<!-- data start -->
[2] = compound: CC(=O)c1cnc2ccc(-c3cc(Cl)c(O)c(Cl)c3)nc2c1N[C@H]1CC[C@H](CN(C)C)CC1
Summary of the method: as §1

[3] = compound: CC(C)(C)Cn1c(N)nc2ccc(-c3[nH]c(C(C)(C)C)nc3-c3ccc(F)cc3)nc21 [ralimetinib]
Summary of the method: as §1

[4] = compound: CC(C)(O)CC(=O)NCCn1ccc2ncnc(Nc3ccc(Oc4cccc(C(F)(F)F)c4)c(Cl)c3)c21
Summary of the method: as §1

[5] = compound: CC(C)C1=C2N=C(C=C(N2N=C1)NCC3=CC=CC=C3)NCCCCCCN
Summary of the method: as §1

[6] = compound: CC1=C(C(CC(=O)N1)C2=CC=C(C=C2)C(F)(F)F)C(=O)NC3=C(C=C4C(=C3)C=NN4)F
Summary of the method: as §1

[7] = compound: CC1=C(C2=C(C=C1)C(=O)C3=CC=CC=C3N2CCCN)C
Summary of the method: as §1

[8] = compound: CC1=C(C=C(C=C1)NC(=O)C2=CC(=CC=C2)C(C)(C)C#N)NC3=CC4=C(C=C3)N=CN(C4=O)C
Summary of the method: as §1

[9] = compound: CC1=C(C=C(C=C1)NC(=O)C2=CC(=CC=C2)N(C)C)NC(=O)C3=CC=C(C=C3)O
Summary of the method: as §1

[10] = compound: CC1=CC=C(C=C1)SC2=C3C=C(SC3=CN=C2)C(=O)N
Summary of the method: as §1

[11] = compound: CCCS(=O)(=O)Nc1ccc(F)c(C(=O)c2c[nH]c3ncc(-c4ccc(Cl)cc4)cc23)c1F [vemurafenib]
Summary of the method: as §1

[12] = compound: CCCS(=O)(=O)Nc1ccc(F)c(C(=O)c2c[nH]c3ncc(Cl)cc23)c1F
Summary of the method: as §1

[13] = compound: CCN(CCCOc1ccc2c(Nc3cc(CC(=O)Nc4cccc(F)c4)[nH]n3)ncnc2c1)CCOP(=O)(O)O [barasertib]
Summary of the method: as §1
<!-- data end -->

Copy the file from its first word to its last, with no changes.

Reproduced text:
[2] = compound: CC(=O)c1cnc2ccc(-c3cc(Cl)c(O)c(Cl)c3)nc2c1N[C@H]1CC[C@H](CN(C)C)CC1
Summary of the method: as §1

[3] = compound: CC(C)(C)Cn1c(N)nc2ccc(-c3[nH]c(C(C)(C)C)nc3-c3ccc(F)cc3)nc21 [ralimetinib]
Summary of the method: as §1

[4] = compound: CC(C)(O)CC(=O)NCCn1ccc2ncnc(Nc3ccc(Oc4cccc(C(F)(F)F)c4)c(Cl)c3)c21
Summary of the method: as §1

[5] = compound: CC(C)C1=C2N=C(C=C(N2N=C1)NCC3=CC=CC=C3)NCCCCCCN
Summary of the method: as §1

[6] = compound: CC1=C(C(CC(=O)N1)C2=CC=C(C=C2)C(F)(F)F)C(=O)NC3=C(C=C4C(=C3)C=NN4)F
Summary of the method: as §1

[7] = compound: CC1=C(C2=C(C=C1)C(=O)C3=CC=CC=C3N2CCCN)C
Summary of the method: as §1

[8] = compound: CC1=C(C=C(C=C1)NC(=O)C2=CC(=CC=C2)C(C)(C)C#N)NC3=CC4=C(C=C3)N=CN(C4=O)C
Summary of the method: as §1

[9] = compound: CC1=C(C=C(C=C1)NC(=O)C2=CC(=CC=C2)N(C)C)NC(=O)C3=CC=C(C=C3)O
Summary of the method: as §1

[10] = compound: CC1=CC=C(C=C1)SC2=C3C=C(SC3=CN=C2)C(=O)N
Summary of the method: as §1

[11] = compound: CCCS(=O)(=O)Nc1ccc(F)c(C(=O)c2c[nH]c3ncc(-c4ccc(Cl)cc4)cc23)c1F [vemurafenib]
Summary of the method: as §1

[12] = compound: CCCS(=O)(=O)Nc1ccc(F)c(C(=O)c2c[nH]c3ncc(Cl)cc23)c1F
Summary of the method: as §1

[13] = compound: CCN(CCCOc1ccc2c(Nc3cc(CC(=O)Nc4cccc(F)c4)[nH]n3)ncnc2c1)CCOP(=O)(O)O [barasertib]
Summary of the method: as §1